Hello! I’ve been taking a stab at porting the YASS sokoban solver into Julia as a programming exercise. It is a 20k line Pascal program that can solve some pretty hard sokoban problems (block pushing) in under a second.
I am struggling a bit converting the programming style that Pascal allows into something compatible with Julia. So far there are three main structural differences:
- Pascal uses a lot of pointers. For example, the position type effectively has linked lists of board positions by storing edge pointers:
TPositionLinks = record Prev::PPosition; Next::PPosition; end; TPosition = packed record // Pascal's version of struct HashValue::THashValue; HashBucket::TPositionLinks; Parent::PPosition; ... end;
PPosition is a pointer to a
TPosition. I’m not sure how to translate that into Julia. Is the best way forward to pre-allocate a vector of positions and store indices into that array instead? IE replace every
PPosition with a
PositionIndex = Int?
- The Pascal types do a lot of careful memory layout. Structs are packed. Furthermore, I am pretty sure they assume memory is located inside the struct rather than farmed out via references to substructs:
TOptimizerPosition = record Position:TPosition; MoveCount:UInt16; BoxLines:UInt16; BoxChanges:UInt16; PushingSessions:UInt16; end
In my Julia equivalent, I made TPosition a mutable struct. As a result, my Julia equivalent of TOptimizerPosition contains a reference to a Position rather than baking in the value. I am definitely not far enough into this process to really know, but I highly suspect that this is going to cause problems, if the solver uses memory manipulation tricks based on byte offsets to quickly access information. Is that something I have any hope of replicating in Julia, or does does such an approach have to be totally abandoned?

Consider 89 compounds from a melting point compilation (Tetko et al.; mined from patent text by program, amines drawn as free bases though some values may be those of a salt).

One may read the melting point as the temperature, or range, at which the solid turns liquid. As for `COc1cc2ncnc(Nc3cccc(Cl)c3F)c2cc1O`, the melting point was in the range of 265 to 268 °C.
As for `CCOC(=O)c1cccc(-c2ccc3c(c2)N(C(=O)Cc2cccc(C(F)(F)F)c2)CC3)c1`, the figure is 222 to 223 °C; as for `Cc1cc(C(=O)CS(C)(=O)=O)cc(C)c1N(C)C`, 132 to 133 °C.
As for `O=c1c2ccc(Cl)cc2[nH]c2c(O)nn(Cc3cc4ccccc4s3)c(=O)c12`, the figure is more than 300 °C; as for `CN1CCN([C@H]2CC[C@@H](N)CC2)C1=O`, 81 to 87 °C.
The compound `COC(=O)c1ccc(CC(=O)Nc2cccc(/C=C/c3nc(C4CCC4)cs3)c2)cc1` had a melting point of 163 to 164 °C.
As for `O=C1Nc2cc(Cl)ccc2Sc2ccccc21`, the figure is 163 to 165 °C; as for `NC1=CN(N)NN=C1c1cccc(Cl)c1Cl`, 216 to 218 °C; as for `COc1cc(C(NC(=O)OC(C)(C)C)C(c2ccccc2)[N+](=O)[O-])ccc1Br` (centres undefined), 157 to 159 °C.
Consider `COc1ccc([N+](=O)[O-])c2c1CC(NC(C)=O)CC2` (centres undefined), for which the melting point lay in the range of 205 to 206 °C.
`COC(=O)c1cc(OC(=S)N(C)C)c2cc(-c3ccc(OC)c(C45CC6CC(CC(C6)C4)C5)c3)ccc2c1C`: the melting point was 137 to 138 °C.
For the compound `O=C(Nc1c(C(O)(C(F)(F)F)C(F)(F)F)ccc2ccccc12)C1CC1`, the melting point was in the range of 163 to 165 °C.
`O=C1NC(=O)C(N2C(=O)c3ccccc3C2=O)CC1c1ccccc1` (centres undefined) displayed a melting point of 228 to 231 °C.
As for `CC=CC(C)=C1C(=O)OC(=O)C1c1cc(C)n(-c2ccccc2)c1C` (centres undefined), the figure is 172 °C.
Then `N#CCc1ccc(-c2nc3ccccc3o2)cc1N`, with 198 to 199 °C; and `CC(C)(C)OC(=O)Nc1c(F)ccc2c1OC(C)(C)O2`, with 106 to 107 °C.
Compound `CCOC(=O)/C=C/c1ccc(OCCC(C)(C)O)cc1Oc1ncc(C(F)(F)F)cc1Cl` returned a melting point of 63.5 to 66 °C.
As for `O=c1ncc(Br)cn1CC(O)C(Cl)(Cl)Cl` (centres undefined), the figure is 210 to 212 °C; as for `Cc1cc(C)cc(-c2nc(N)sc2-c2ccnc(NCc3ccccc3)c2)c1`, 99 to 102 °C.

- The solver makes use of C-style type unions, in which a struct has fields that overlap in memory.
TThingy = packed record case TThingy of subA: (a:Uint32; b:Integer); subB: (c:Float32; d:UInt16; e:Int16) end
Without rearchitecting, all I came up with was defining structs for all possible union entries:
struct TThingySubA a::UInt32 b::Int end struct TThingySubB c::Float64 d::UInt16 e::Int16 end struct TThingy sub::SubA end
and then reinterpret casting
sub into the struct I want at any given point in time. Is that viable?
While the Pascal architecture is definitely more confusing, it has led to a super-efficient solver. Does this difference in programming represent an inherent tradeoff - IE Julia users cannot manage memory at this low level, and thus cannot quite get such solver speeds, but we get a lot of other benefits that make up for it in other areas?